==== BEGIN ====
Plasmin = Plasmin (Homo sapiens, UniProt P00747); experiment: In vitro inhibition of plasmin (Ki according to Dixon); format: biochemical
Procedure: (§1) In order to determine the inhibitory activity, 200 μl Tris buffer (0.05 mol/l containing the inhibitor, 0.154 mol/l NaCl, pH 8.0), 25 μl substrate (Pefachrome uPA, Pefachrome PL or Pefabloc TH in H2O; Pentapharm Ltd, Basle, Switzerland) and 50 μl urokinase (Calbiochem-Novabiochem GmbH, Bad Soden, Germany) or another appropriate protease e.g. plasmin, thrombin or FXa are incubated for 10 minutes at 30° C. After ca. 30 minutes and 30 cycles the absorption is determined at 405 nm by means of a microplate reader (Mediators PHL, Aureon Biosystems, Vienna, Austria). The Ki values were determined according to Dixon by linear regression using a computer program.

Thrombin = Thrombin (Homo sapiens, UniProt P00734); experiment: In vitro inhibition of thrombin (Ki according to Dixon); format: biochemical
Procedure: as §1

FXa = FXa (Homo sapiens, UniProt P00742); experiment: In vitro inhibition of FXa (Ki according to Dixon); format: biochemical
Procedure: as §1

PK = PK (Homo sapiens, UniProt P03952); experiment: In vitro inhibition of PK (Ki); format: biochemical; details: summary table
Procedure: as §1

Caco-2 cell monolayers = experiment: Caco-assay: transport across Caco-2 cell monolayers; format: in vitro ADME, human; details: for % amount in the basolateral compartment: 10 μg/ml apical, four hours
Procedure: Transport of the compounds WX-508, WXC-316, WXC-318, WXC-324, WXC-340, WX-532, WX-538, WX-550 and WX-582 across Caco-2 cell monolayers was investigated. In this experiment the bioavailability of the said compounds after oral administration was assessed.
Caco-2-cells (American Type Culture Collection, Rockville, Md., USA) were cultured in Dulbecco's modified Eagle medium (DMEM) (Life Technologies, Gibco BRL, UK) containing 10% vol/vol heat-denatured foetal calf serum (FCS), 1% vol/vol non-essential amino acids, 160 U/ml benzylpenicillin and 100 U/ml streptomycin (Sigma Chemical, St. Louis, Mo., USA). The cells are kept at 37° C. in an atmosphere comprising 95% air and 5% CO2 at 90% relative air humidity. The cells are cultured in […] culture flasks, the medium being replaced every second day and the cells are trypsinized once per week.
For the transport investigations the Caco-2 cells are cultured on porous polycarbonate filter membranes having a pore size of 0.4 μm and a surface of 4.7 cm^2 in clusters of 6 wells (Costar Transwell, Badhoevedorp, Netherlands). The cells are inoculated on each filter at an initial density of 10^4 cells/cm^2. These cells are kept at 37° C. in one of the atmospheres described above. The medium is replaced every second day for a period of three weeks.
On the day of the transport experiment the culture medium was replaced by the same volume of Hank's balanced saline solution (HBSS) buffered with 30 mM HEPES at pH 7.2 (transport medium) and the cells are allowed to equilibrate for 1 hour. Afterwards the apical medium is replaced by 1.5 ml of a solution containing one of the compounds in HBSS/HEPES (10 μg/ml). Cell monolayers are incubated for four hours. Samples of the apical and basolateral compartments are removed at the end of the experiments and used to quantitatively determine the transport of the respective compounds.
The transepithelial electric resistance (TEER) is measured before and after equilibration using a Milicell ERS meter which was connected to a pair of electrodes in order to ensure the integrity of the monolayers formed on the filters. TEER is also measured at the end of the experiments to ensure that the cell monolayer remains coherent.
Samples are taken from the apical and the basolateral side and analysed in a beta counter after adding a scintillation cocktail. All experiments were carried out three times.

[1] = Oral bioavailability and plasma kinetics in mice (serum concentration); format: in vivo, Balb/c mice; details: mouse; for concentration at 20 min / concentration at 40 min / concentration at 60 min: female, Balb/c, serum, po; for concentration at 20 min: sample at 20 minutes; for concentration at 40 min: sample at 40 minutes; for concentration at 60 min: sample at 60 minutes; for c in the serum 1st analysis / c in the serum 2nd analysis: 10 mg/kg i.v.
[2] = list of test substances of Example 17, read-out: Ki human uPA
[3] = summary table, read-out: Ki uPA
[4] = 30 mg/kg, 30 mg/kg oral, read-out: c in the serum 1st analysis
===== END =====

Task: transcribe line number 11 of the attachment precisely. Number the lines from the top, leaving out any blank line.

Caco-2-cells (American Type Culture Collection, Rockville, Md., USA) were cultured in Dulbecco's modified Eagle medium (DMEM) (Life Technologies, Gibco BRL, UK) containing 10% vol/vol heat-denatured foetal calf serum (FCS), 1% vol/vol non-essential amino acids, 160 U/ml benzylpenicillin and 100 U/ml streptomycin (Sigma Chemical, St. Louis, Mo., USA). The cells are kept at 37° C. in an atmosphere comprising 95% air and 5% CO2 at 90% relative air humidity. The cells are cultured in […] culture flasks, the medium being replaced every second day and the cells are trypsinized once per week.